Osteoporosis: Calcium Absorption Factors

total health,osteoporosis bone,osteoporosis calcium,osteoporosis prevention,osteoporosis causes,osteoporosis diet,osteoporosis health,osteopenia,osteoporosis drugsAs people age, they are usually less able to absorb calcium and that can be part of the reason why a person develops osteoporosis. If you have or want to avoid osteoporosis, there are several other factors that increase or decrease calcium absorption. These are

  • Acidic Environment. Calcium is best absorbed if you have an acidic environment—ascorbic acid (vitamin C), citric acid, or gastric hydrochloric acid—helps the body absorb calcium. The body is most likely to an have acidic environment in between meals, just before bedtime, or shortly after taking vitamin C. So, those are the times when you should take calcium as it has a greater chance of being absorbed. 
  • Boron.  Boron may affect the calcium, magnesium, and phosphorus balance, as well as mineral movement and parathyroid hormone regulation. To learn more, read Osteopenia, Osteoporosis, and Rheumatoid Arthritis.
  • Calcium Supplements. Calcium help to stimulate calcium retention in the bones, but not all supplements are equal. You need to take calcium aspartate or calcium citrate, as they are the most absorbable calcium forms. In addition, you should avoid oyster shell or dolomite and choose calcium supplement that contain vitamin D as vitamin D is essential for calcium absorption. Additionally, according to the government’s National Institute of Health (NIH), “absorption from supplements is best in doses 500 mg or less because the percent of calcium absorbed decreases as the amount of calcium in the supplement increases….Therefore, someone taking 1000 mg of calcium in a supplement should take 500 mg twice a day instead of 1000 mg calcium at one time.”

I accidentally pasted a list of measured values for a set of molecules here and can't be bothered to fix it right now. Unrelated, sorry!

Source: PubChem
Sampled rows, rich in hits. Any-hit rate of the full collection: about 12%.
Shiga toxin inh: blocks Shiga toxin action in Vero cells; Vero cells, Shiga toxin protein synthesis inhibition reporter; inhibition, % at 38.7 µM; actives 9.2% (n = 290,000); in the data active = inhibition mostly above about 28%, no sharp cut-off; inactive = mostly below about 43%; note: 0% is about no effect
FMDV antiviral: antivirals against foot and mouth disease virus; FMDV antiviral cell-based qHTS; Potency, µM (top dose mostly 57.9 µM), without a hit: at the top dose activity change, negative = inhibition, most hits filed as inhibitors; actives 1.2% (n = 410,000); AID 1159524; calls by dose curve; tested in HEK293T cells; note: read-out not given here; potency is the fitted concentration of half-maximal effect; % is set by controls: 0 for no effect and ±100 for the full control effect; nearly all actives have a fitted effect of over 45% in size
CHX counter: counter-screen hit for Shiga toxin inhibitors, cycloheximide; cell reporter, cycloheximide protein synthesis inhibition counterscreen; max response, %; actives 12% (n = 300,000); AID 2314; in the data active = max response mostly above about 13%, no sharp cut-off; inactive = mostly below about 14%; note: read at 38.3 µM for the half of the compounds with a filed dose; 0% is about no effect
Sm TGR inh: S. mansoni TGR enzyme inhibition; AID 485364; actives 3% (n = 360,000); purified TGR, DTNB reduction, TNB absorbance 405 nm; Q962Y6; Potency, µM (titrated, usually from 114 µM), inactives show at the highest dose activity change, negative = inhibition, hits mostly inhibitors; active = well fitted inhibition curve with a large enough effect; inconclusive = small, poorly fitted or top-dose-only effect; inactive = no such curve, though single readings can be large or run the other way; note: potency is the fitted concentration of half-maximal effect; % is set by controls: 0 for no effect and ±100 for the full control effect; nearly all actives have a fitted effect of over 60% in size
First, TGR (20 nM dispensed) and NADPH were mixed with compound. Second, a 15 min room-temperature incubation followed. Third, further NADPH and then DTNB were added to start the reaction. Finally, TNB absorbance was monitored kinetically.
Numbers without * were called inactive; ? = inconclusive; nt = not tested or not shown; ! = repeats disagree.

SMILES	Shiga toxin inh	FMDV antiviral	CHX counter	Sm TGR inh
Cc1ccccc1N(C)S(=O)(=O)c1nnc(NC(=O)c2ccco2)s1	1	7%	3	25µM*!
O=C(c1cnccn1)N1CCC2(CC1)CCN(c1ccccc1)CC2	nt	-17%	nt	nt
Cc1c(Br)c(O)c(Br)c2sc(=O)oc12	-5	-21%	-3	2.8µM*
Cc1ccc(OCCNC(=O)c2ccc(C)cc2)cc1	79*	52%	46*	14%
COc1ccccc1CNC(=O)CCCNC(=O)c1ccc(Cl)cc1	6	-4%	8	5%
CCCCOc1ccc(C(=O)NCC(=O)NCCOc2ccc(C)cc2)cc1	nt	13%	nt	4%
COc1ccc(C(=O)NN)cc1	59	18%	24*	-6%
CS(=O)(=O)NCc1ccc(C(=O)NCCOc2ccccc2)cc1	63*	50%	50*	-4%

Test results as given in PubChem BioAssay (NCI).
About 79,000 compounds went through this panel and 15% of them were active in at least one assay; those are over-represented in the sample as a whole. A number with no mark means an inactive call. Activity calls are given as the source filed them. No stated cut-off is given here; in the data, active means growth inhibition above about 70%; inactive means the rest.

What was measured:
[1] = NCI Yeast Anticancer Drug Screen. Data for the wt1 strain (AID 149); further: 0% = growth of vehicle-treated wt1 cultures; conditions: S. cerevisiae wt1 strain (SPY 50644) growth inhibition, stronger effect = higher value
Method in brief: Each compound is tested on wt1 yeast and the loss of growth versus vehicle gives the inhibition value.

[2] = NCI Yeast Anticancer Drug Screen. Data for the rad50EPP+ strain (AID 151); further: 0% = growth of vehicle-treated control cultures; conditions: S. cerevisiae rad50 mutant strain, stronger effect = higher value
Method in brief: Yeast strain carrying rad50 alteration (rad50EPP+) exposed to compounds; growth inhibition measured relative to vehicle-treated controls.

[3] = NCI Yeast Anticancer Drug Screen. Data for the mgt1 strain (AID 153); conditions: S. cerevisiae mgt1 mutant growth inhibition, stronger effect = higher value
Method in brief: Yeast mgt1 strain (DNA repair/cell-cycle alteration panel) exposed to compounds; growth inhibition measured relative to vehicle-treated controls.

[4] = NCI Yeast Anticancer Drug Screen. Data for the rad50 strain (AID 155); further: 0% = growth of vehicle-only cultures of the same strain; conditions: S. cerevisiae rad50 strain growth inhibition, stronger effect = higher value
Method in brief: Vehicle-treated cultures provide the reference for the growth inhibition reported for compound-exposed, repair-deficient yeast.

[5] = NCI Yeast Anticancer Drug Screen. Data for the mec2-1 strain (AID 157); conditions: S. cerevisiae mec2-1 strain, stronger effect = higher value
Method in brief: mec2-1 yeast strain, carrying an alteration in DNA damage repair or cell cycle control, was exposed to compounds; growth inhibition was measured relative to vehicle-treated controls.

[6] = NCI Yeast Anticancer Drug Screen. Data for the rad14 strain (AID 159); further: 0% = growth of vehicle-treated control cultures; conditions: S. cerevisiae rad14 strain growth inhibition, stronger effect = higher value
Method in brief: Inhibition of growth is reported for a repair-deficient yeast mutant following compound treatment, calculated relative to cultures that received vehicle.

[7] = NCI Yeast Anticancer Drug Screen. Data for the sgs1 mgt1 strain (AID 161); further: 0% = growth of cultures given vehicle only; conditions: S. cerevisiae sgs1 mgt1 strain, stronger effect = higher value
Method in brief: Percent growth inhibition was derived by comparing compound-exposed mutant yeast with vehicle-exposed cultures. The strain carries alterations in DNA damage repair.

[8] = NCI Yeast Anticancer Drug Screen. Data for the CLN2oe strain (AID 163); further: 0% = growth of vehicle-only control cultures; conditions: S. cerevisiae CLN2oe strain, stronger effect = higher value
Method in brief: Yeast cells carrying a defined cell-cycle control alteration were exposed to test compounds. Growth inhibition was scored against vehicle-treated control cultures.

• Exercise. Exercise rejuvenates bones by increasing absorption of calcium whereas lack of exercise encourages bone loss. Additionally, high impact weight bearing, loading-bearing, or resistance training—such as weight lifting, jogging, step aerobics, gymnastics, hiking, racquetball, dancing or running and throwing sports (baseball, football, etc.)—causes the muscles and tendons to pull on the bones, which stimulates bone cells to produce denser, stronger bones.
  • Non-fat Milk. Doctors have found non-fat milk does not help calcium absorption. In fact, non-fat milk actually lessens it, so avoid non-fat milk and drink low fat milk instead.
  • Oxalates or Oxalic Acid. Certain foods contain oxalic acid, and they inhibit the absorption of calcium. To learn more about oxalates read Oxalates.
  • Phytates or Phytic Acid. Phytates or phytic acid is found in fiber-rich foods, such as whole grains, and it can affect calcium absorption, particularly if you eat too much. If you want to learn more about fiber read Fiber is More Than a Hill of Beans.
  • Phosphorus. Certain foods contain high levels of phosphorus, up to thirty times as much phosphorus as calcium, so, you want to be moderate in your intake of high phosphorus foods. To learn more, read Phosphorus Foods.
  • Protein Intake. While too much protein can reduce calcium absorption, protein with lysine can help calcium absorption. These foods include yogurt, avocado, fish, cheeses, and chicken.  


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